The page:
A survivor of long-term incest and child sexual abuse writes a letter to her 7-year-old self.
I know you’re scared. Every day, all day, you are so afraid. Nothing in your life seems safe. You think that no one sees you, no one hears you. You think no one cares about you at all. You think you are alone. You think that there is not a single person in this world who loves you.
You think you’re bad. You must be if not even your own mother can love you. You know that you annoy her. You know that whatever you do is wrong. You try so hard, but you always seem to mess up. All you want is to be good. But you know that you are not.
You wake up every morning and wonder what is going on with your body. You’ve tried to ask but nobody will tell you. Your mother told you it’s normal. She said all girls feel that way. You overreact. You’re too dramatic. She said your father would never hurt you. But you can barely stand up straight. When you get to the bathroom you can see scratches and bruises on your body. You’ve seen other children cry when they get scratched or bumped. You don’t understand what they are crying about. Scratches and bruises are not supposed to hurt.
You take tiny little steps when you walk, you’re afraid that whatever it is inside of you is just going to fall out. You feel like there is a giant ball of fire in your stomach and each time you move you can feel the flames spreading out. You don’t let yourself think about why you feel these things. You just concentrate on not feeling them.
You think that nobody knows these things about you. You would be so ashamed if anyone found out. But I want to tell you that I see you. I see you when you crawl into your hiding space and hope they will forget about you. I see you duck behind the curtain so your mother will not know you are in the room. I hear you when you whisper your prayers. I’ve heard you beg and promise and bargain, anything if tonight it will be different.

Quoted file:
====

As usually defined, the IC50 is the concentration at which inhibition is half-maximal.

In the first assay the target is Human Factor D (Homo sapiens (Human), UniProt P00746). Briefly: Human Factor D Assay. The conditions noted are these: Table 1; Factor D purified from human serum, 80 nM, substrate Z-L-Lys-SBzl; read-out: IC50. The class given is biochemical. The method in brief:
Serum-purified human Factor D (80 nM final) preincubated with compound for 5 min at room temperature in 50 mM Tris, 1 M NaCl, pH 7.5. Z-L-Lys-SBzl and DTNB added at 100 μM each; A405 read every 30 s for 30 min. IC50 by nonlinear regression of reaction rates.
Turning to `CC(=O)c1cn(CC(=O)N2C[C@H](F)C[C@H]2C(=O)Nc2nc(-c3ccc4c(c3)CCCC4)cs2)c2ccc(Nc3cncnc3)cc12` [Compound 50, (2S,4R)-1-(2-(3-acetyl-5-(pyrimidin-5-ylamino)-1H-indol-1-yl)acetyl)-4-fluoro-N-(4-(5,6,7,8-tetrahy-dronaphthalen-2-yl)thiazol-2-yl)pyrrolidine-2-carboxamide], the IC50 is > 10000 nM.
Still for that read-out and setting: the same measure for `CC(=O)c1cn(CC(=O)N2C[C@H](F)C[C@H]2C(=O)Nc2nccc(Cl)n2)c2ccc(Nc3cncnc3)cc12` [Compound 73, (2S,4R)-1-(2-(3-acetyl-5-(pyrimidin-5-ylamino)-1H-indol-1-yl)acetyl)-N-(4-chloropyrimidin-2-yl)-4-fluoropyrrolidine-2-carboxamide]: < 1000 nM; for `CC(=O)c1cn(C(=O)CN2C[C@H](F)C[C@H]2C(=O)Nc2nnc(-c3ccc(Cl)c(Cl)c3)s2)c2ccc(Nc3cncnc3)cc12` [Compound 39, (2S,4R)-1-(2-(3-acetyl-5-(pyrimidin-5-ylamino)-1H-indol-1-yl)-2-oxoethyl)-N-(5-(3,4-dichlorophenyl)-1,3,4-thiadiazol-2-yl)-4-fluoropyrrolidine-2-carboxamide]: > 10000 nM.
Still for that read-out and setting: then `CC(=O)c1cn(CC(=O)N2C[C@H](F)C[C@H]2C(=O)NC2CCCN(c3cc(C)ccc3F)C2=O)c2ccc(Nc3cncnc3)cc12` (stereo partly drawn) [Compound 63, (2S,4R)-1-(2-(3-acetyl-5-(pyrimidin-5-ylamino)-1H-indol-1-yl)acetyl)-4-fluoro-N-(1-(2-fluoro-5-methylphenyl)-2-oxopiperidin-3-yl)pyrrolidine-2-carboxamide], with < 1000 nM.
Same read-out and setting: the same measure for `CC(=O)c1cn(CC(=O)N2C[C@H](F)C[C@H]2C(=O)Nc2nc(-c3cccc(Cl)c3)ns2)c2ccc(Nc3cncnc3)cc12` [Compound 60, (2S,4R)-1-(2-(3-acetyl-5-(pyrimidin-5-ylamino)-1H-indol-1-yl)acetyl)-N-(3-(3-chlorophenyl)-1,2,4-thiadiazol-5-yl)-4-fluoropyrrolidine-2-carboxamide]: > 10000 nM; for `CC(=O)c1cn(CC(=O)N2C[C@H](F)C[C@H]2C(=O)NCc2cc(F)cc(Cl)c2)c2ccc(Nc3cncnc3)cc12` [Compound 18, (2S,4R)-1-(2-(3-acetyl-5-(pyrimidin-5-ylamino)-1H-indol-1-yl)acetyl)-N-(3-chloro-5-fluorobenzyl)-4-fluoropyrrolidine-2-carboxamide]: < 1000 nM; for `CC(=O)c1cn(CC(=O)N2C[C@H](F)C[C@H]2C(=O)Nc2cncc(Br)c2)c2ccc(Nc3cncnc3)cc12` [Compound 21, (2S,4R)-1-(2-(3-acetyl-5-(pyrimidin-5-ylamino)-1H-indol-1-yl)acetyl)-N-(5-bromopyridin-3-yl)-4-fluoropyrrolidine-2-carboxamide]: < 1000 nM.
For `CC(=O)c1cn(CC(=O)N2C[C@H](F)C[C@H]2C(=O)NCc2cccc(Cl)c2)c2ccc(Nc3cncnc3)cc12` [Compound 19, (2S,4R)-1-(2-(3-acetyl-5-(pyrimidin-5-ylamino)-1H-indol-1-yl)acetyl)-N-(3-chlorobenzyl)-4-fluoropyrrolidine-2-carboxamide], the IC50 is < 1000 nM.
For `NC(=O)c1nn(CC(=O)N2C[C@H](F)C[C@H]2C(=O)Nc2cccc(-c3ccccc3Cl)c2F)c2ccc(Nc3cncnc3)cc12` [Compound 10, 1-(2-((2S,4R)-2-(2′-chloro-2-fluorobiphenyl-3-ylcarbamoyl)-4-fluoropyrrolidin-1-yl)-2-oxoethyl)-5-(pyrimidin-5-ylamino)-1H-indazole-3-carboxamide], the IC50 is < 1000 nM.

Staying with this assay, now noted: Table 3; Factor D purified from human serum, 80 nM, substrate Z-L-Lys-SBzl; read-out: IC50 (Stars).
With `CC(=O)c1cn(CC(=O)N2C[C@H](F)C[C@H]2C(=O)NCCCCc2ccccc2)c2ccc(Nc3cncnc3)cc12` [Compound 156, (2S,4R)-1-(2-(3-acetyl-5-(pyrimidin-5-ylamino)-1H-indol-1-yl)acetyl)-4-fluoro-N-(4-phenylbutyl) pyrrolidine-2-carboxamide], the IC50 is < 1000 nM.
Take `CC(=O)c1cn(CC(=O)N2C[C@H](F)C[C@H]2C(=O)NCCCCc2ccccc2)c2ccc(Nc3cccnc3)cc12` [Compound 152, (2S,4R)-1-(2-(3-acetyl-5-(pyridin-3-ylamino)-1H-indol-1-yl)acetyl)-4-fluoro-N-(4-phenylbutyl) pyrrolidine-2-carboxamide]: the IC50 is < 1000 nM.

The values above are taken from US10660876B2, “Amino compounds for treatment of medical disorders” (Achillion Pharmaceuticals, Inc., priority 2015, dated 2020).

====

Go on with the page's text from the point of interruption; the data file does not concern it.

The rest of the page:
I’m with you when you suck in your lip and clench your fists. I know how hard you fight not to cry or yell or speak at all. I’m right there when you close your eyes and disappear. I stand and watch as his hands move all over your body. I know all of the things that you can’t or won’t say. I’ve stored all of your secrets so that you don’t have to think about them.
If I could, I would pull you up out of that bed and whisk you away. I would keep you safe. I would wash away the scent that forever lingers on your body. I would clean your cuts and and soothe your aches and pains. I would hold you tight and whisper in your ear. I would tell you that this does not define you. This is not who you are and what you will become.
I would your hand when you walk so you would not have to worry about falling over. I would carry you up those stairs so you wouldn’t have to hold your breath. I would be your voice and help you ask your questions. I would explain the answers over and over until I was sure you understood. I would tell you that it’s ok to say that you were hurt. I would tell you over and over that I believe you. I would apologize for not being able to stop him. I would help you ask for help.
I would tell you that it’s ok to cry when something hurts you. Tears let people know that something is wrong. Crying does not show weakness. It shows strength. It takes a lot of courage to let other people know that you need help. There is no shame in crying. Your tears tell stories that your words can not express.
I would let you know that one day this would end. One day you will leave home and he will never touch you again. One day you will find someone to listen to your story. She will encourage you to speak about things you have never spoken about before. She will tell you she believes you. Your heart will swell and you will ask her to repeat it so you can be sure you heard her correctly. You will be afraid,
but she will assure you that you don’t have to be. You will worry that she will hurt you. You will assume that she will walk away. But she never does. She will tell you that you can trust her. It will be the hardest thing you have ever done, but you do.
One day you will stand with me and we will tell your story. People will hear it and feel free to tell their own. You don’t know it now, but I think you will be ok. I think that we will be ok.